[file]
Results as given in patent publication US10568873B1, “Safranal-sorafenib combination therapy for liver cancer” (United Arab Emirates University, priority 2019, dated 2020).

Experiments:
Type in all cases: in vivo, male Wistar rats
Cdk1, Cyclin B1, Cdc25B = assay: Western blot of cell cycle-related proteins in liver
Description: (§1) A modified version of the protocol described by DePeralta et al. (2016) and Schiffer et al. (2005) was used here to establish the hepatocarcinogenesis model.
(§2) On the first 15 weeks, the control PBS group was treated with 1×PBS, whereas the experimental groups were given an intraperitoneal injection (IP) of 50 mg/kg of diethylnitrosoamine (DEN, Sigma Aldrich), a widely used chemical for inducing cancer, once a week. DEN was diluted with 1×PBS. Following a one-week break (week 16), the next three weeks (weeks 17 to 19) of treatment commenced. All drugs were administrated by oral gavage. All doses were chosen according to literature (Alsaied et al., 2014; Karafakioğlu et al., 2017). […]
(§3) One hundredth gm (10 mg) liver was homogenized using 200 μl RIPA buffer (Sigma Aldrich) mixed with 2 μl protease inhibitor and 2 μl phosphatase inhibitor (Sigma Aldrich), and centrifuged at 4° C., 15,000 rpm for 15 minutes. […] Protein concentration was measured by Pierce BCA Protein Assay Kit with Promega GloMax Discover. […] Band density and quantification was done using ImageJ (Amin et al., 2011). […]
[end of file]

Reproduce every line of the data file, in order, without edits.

Results as given in patent publication US10568873B1, “Safranal-sorafenib combination therapy for liver cancer” (United Arab Emirates University, priority 2019, dated 2020).

Experiments:
Type in all cases: in vivo, male Wistar rats
Cdk1, Cyclin B1, Cdc25B = assay: Western blot of cell cycle-related proteins in liver
Description: (§1) A modified version of the protocol described by DePeralta et al. (2016) and Schiffer et al. (2005) was used here to establish the hepatocarcinogenesis model.
(§2) On the first 15 weeks, the control PBS group was treated with 1×PBS, whereas the experimental groups were given an intraperitoneal injection (IP) of 50 mg/kg of diethylnitrosoamine (DEN, Sigma Aldrich), a widely used chemical for inducing cancer, once a week. DEN was diluted with 1×PBS. Following a one-week break (week 16), the next three weeks (weeks 17 to 19) of treatment commenced. All drugs were administrated by oral gavage. All doses were chosen according to literature (Alsaied et al., 2014; Karafakioğlu et al., 2017). […]
(§3) One hundredth gm (10 mg) liver was homogenized using 200 μl RIPA buffer (Sigma Aldrich) mixed with 2 μl protease inhibitor and 2 μl phosphatase inhibitor (Sigma Aldrich), and centrifuged at 4° C., 15,000 rpm for 15 minutes. […] Protein concentration was measured by Pierce BCA Protein Assay Kit with Promega GloMax Discover. […] Band density and quantification was done using ImageJ (Amin et al., 2011). […]